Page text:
In the wake of the COVID-19 pandemic, criminal justice advocates and officials have scrambled to implement safeguards for some of the most vulnerable among us: our incarcerated population. Being confined in close quarters to countless other people with little ventilation makes inmates uniquely vulnerable to catching—and spreading—the coronavirus. In an effort to limit the pandemic’s spread into the U.S. correctional system, Congress passed the CARES Act with specific provisions geared towards protecting inmates and prison personnel. Here are some of the main takeaways of the CARES Act as it applies to incarcerated individuals:
- Allows for more types of federal court proceedings to occur by video and/or telephone conferencing if (and only if) the defendant consents to the remote hearing;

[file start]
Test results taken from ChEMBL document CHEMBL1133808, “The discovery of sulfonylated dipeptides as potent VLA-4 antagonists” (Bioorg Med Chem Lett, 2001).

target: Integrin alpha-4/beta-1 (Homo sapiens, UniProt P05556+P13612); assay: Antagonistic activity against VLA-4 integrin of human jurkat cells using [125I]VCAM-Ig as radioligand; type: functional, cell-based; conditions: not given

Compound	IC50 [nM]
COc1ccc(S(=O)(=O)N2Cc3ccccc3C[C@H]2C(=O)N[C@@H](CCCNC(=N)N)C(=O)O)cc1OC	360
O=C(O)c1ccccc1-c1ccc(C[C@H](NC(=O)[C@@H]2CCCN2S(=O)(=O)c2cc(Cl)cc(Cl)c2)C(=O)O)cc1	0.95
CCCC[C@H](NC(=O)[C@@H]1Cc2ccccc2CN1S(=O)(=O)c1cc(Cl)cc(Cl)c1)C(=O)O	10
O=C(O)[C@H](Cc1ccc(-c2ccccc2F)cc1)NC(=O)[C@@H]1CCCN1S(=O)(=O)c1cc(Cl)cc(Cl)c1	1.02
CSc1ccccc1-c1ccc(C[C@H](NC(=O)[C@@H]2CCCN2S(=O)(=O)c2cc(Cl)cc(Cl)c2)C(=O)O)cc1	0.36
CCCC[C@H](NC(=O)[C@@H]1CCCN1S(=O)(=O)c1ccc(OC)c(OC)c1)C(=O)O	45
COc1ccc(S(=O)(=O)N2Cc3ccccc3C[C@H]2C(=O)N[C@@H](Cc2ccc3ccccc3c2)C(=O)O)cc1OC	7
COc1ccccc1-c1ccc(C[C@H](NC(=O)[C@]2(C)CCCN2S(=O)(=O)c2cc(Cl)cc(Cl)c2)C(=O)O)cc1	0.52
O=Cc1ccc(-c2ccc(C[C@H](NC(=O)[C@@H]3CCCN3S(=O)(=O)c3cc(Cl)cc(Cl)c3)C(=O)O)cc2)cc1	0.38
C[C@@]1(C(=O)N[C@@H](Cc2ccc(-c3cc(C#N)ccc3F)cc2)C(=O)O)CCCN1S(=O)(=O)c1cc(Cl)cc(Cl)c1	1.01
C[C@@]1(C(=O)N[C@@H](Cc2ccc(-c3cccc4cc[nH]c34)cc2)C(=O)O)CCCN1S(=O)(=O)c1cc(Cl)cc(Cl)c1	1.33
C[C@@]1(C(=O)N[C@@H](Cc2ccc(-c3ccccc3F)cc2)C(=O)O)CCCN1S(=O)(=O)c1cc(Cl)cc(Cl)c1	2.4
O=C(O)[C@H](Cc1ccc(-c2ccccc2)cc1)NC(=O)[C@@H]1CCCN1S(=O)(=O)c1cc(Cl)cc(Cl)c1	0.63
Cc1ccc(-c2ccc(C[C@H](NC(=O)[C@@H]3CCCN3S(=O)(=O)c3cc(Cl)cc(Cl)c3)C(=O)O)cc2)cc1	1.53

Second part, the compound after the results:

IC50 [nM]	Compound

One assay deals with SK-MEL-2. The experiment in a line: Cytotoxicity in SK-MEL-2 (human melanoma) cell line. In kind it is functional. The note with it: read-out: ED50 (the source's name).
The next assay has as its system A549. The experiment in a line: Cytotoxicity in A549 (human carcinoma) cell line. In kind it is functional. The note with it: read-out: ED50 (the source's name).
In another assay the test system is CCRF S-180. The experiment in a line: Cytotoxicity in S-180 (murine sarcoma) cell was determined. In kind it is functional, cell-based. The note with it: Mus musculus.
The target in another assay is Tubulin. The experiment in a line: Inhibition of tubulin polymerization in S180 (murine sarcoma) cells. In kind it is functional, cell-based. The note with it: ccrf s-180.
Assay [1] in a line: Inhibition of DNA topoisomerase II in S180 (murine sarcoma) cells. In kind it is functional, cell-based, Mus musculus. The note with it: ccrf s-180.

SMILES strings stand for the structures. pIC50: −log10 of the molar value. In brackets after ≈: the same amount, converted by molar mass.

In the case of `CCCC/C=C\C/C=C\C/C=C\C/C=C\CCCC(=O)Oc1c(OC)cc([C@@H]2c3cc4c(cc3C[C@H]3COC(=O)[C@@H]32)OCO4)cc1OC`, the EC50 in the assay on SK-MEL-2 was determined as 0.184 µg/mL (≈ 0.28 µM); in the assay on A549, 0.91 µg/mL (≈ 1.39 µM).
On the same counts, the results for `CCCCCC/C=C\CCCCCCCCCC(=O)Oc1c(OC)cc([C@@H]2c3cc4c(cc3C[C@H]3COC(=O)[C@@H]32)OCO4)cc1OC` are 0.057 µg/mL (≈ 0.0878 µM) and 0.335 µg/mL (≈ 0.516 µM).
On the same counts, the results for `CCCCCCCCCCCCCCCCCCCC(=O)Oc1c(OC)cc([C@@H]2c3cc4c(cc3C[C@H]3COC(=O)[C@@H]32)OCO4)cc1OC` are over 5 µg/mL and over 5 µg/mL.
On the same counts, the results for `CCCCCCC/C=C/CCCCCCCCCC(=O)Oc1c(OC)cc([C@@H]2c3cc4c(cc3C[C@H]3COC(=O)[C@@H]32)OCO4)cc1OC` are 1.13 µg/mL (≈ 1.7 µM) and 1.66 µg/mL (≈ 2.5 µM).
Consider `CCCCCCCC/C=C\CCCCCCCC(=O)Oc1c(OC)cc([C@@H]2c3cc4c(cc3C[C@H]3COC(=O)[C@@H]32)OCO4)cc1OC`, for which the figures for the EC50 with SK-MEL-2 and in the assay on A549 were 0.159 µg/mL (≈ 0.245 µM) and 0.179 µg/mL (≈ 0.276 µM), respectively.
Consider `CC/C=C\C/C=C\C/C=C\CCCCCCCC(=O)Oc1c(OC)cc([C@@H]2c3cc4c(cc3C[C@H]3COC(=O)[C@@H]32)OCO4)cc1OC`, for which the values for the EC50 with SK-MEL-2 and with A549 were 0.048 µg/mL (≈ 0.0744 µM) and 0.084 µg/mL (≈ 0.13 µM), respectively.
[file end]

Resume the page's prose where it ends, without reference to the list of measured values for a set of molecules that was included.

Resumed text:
- Permits prisons to release some inmates early to serve more of their sentences through home confinement; and
- Provides the Attorney General and Bureau of Prisons the authority to offer free video and/or telephone conferencing for inmates and their loved ones while social visits are restricted.
It is important to note that the CARES Act only applies to the Bureau of Prisons, meaning the only inmates that would directly benefit from its provisions are federal prisoners. Individuals with pending state cases or serving their sentences through state or county jails are not necessarily guaranteed the same opportunities during this pandemic, unless their state or local officials have enacted similar rules or guidelines.
Have a question about how this crisis might affect your case? Reach out to the Law Office of David P. Shapiro to see what options you may have and begin regaining control of your future today!